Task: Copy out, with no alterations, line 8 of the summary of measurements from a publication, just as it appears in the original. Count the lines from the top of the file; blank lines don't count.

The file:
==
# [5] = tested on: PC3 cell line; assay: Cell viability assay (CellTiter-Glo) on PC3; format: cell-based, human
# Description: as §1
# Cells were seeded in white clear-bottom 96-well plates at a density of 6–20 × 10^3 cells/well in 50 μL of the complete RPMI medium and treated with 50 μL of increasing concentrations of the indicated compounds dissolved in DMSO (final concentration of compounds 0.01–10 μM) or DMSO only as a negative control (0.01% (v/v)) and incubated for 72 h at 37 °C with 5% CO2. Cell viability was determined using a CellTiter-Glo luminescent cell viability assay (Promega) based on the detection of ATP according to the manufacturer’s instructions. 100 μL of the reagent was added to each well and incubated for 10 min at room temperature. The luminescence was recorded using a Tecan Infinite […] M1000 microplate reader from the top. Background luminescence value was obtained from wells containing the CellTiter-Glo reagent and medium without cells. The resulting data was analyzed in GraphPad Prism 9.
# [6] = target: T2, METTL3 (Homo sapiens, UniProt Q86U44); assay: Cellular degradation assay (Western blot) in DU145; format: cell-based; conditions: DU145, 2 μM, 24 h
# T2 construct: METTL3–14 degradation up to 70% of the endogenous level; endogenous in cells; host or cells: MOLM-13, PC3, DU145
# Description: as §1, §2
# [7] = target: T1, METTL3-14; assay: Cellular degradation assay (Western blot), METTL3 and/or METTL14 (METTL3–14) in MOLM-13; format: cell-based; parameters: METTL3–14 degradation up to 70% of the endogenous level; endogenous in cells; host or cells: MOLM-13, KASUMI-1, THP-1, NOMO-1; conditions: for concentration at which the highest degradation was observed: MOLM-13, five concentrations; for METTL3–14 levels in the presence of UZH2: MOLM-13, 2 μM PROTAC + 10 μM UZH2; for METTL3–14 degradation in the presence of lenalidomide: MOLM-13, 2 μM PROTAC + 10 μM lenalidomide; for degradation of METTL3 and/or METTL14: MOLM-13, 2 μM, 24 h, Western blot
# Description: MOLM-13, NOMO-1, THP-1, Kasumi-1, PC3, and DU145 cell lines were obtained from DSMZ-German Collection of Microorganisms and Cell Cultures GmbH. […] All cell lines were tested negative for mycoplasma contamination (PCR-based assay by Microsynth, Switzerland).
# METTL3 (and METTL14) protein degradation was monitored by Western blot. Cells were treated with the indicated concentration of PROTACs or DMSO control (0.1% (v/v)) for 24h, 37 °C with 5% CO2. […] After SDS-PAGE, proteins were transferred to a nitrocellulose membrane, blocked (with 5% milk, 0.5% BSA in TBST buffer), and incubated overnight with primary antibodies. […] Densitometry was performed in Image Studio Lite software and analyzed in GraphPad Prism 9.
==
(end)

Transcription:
# Description: MOLM-13, NOMO-1, THP-1, Kasumi-1, PC3, and DU145 cell lines were obtained from DSMZ-German Collection of Microorganisms and Cell Cultures GmbH. […] All cell lines were tested negative for mycoplasma contamination (PCR-based assay by Microsynth, Switzerland).